When we came to Costa Rica we warned our families and friends that the only way that they would see us during our 27-month Peace Corps adventure would be if they visited us. At the end of November, 21-months after arriving in Costa Rica, our parents were finally able to make it down for a visit. We had a great time showing them what Costa Rica is to us and they (or so they've said!) equally enjoyed seeing how we have been living for the past two years and meeting some of the people that we have been fortunate to get to know over that time period.
Our time with them started as all trips to Costa Rica must, in San José. This is not to say that San José is a must see, simply that the airport is located nearby. Chris' parents got into the country first and we spent the following morning catching up with them and taking them to see some of the sites in San José's center. The cathedral, post office, national theater and central market are surely things to see if you are going to visit the city. Later that afternoon I met my parents at the airport and took them back to the hotel, at which point all six of us went to a soda on the corner and our parents were introduced to Costa Rica's typical lunch, a casado. Everyone enjoyed their plates heaping with food and we left with full bellies.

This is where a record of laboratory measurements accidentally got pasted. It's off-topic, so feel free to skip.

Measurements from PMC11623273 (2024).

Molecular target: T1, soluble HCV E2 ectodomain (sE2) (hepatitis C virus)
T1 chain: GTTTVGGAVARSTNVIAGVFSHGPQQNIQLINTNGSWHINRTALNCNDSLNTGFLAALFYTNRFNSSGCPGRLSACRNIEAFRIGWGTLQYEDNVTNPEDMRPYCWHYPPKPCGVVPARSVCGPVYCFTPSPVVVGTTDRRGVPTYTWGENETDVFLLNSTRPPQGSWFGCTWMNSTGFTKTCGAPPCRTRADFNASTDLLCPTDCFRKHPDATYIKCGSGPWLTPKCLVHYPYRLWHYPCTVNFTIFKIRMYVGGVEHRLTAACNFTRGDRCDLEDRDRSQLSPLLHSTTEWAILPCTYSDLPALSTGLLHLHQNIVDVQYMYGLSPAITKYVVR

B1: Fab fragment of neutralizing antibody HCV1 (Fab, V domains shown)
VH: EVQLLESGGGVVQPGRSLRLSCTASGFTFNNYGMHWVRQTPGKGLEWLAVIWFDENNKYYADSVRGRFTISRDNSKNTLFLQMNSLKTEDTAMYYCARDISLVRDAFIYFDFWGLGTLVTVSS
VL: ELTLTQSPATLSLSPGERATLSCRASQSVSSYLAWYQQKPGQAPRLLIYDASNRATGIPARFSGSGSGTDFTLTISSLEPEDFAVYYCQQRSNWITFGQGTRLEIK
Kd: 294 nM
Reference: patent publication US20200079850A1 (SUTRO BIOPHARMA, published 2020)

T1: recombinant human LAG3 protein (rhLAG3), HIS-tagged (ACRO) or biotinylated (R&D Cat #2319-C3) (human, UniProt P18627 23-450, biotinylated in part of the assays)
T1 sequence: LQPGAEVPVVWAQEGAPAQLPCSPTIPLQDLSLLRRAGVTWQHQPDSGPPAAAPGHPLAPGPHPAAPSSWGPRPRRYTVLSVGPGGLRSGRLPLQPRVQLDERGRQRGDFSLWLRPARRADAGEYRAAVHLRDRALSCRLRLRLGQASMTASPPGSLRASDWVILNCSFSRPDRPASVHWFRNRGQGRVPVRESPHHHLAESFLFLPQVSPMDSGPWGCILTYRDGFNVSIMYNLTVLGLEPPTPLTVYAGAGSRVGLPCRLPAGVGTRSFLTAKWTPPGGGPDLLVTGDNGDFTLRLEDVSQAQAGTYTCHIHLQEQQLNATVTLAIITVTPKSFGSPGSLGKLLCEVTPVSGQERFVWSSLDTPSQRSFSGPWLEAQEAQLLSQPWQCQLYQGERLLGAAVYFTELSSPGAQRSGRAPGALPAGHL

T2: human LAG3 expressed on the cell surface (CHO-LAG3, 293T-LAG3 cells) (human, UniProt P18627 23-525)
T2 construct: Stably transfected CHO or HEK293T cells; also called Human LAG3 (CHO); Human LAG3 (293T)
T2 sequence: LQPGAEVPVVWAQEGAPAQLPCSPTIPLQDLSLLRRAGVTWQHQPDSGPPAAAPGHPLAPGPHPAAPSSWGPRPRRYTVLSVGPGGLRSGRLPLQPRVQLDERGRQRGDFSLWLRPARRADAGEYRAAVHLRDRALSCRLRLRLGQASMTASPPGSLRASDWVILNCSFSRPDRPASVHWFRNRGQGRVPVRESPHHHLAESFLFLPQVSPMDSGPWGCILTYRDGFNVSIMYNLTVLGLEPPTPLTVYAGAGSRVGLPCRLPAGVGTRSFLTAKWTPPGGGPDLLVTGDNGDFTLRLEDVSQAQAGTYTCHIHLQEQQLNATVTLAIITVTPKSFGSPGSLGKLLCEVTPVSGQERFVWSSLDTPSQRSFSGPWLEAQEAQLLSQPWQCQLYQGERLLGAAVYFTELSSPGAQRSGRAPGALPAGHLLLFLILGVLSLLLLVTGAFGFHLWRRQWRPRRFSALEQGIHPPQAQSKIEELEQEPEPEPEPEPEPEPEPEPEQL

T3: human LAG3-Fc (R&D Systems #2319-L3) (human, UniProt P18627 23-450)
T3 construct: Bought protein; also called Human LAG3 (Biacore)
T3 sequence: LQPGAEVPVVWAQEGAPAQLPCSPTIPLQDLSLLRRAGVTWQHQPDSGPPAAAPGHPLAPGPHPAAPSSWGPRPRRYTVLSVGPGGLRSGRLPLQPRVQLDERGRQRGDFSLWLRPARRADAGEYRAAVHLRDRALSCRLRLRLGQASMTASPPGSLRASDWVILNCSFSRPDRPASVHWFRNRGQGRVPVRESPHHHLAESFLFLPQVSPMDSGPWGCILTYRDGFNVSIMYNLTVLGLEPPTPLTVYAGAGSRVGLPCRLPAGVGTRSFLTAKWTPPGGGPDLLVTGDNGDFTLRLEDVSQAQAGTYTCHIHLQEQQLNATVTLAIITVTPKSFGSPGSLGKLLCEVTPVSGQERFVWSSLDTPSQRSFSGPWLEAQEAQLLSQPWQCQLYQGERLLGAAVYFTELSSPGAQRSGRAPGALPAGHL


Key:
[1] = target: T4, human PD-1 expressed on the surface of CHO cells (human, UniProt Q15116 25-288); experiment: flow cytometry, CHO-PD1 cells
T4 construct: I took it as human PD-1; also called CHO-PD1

The remainder of the afternoon was spent walking in the city some more and visiting the city's artisan market. My mom was very excited and purchased her first souvenirs of the trip. When our bellies started telling us that it was time to eat again Chris led the way to one of our favorite vegetarian restaurants in the city, Vishnu. There we were able to introduce our families to another typical food in Costa Rica, tamales. We returned to the hotel and spent some time chatting and catching up until we realized that it was late and we had to be on a bus the following morning at six.